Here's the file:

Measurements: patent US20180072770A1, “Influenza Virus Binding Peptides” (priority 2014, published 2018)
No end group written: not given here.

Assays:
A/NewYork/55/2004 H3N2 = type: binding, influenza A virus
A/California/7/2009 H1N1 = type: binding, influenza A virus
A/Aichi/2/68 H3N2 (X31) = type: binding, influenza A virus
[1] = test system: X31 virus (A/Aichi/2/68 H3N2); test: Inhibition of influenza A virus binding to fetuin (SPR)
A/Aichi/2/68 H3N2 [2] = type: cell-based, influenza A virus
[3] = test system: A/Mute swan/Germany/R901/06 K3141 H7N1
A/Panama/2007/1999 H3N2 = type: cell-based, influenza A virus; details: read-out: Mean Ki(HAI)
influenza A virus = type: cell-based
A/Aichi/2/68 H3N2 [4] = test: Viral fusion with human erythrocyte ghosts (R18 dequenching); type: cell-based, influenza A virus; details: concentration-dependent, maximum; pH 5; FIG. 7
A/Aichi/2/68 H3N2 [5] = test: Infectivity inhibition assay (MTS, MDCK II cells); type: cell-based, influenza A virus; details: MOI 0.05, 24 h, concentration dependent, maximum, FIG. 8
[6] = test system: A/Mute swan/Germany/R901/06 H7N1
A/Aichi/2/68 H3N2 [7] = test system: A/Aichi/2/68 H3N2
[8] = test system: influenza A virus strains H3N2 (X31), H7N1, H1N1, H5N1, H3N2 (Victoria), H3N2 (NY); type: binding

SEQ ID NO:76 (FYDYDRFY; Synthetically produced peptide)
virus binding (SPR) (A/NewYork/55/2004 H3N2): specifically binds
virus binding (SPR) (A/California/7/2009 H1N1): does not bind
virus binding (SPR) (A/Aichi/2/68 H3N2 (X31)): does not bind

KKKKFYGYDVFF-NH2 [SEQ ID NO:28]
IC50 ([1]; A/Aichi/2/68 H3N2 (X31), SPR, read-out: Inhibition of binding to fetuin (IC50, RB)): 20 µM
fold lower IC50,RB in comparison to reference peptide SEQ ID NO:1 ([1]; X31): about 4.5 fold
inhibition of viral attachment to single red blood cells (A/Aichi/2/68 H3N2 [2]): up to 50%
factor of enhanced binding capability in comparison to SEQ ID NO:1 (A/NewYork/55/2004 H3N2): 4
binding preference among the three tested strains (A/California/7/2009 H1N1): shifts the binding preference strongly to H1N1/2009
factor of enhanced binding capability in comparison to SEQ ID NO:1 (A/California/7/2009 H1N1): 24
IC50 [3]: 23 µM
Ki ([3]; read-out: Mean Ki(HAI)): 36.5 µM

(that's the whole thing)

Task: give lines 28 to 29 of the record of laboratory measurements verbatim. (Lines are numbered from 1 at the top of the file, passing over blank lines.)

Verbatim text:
IC50 [3]: 23 µM
Ki ([3]; read-out: Mean Ki(HAI)): 36.5 µM